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COVID-19 Vaccine: Answering Questions about Speed, Safety, and Technology 

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Dr William Chasanov, DO

 

COVID-19 and the vaccines are a rapidly evolving situation. Please be aware that any information shared can change at any time.

By Dr. Bill Chasanov

 

It’s December and that means the long awaited COVID-19 vaccine is getting closer to distribution in the United States and Delaware.

Public health officials and your Beebe Healthcare team have been planning for the arrival of COVID-19 vaccine for months – knowing that it is a major step to combatting the virus but not solving all the problems of the pandemic.

It’s very important to understand that the three Ws will still be necessary: Wear your mask, Wash your hands, and Watch your distance. We are in the middle of another spike in COVID-19 cases. This spike is higher than in the spring and the three Ws can save lives.

It is natural to have apprehension to a new vaccine especially during these difficult times.

But the process to develop these vaccines have been tremendous and the speed at which we will now receive them is not due to a lack in safety. Recognizing the world’s need for a vaccine, overlapping measures of review in development and the age of technological advancements has made this possible.

Technology is something we use all the time in healthcare. Beebe was recently the first hospital in Delaware to treat a COVID-19 patient with monoclonal antibody therapy, which was approved for emergency use by the FDA in November. This treatment was shown in clinical trials to reduce COVID-19-related hospitalization or emergency room visits in patients at high risk for disease progression within 28 days after treatment when compared to placebo, according to study in the New England Journal of Medicine.

Monoclonal antibodies are proteins made using technology and once infused, the antibodies support the immune system’s ability to fight the virus.

This concept can be compared to the possible vaccines where a specific protein will trigger the body to create antibodies that could help fight off the virus if exposed in the future.

The Pfizer and Moderna COVID-19 vaccines, both pending FDA review, use a technology with messenger RNA (mRNA). mRNA is the blueprint that our bodies usually use to create proteins. The protein created by these vaccines will in turn cause the body’s immune system to form antibodies (special proteins created by the body to fight off infection) against the COVID-19 virus.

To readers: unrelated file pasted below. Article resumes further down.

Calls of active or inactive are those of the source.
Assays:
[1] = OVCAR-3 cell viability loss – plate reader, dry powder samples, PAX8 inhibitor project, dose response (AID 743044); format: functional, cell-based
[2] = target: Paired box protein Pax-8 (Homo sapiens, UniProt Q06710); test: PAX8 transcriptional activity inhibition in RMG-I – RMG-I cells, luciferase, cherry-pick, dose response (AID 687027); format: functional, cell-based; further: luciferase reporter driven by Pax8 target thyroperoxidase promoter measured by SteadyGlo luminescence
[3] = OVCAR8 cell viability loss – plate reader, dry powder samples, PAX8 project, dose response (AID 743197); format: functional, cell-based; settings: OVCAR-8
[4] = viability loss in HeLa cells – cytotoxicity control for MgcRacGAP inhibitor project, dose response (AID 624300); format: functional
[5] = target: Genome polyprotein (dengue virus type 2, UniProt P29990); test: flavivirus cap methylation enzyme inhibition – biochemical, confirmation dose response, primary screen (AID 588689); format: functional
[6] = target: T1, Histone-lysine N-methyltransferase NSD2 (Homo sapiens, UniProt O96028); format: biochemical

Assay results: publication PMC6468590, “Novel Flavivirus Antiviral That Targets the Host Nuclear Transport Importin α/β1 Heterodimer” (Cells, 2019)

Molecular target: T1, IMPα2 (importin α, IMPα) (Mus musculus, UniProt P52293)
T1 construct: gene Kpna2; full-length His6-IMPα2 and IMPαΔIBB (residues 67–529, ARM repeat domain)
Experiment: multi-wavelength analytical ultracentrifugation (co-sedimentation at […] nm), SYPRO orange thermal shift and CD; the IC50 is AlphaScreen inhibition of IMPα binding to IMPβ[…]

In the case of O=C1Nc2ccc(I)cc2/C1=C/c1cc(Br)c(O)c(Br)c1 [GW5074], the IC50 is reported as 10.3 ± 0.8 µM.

Paula Cannon, an associate professor of microbiology at the University of Southern California's Keck School of Medicine, explained to NBC News how the new technology works in a very easy to understand fashion:

“When one particular gene needs to do its work, it makes a copy of itself, which is called messenger RNA,” Cannon said. “If DNA is the big instruction manual for the cell, then messenger RNA is like when you photocopy just one page that you need and take that into your workshop.”

What is reassuring is that both Pfizer and Moderna have used this technology for their vaccines, meaning their successful clinical trials support that this new technology is working. Both are awaiting emergency use authorization from the FDA.

If approved, the mRNA in the vaccine will trigger the body’s immune system to produce antibodies without needing live virus.

It is absolutely fascinating and could be a game changer for vaccines and other disease therapies in the future.

While we all await more scientific data to support the vaccines effectiveness and safety consider these points:

  • The public will not be guinea pigs for the vaccine. The vaccine has been tested on more than 70,000 people who volunteered for large-scale clinical trials already.
  • Vaccine manufacturers also asked thousands of people from communities of color including black and Hispanic individuals to participate in their clinical trials.
  • Reported side effects have been minimal for the thousands who participated in the vaccine. The most common was sore arm at the injection site.

To stay updated on the vaccines progress, following Beebe Healthcare’s Facebook page and visit beebehealthcare.org, as well as the Division of Public Health’s website: coronavirus.delaware.gov/vaccine.

 

William Chasanov, DO, is board certified in internal medicine and infectious disease. He serves as the Clinical Transformation Officer at Beebe Healthcare. He also sees patients in the hospital at the Margaret H. Rollins Lewes Campus and at Beebe Infectious Disease and Travel Medicine.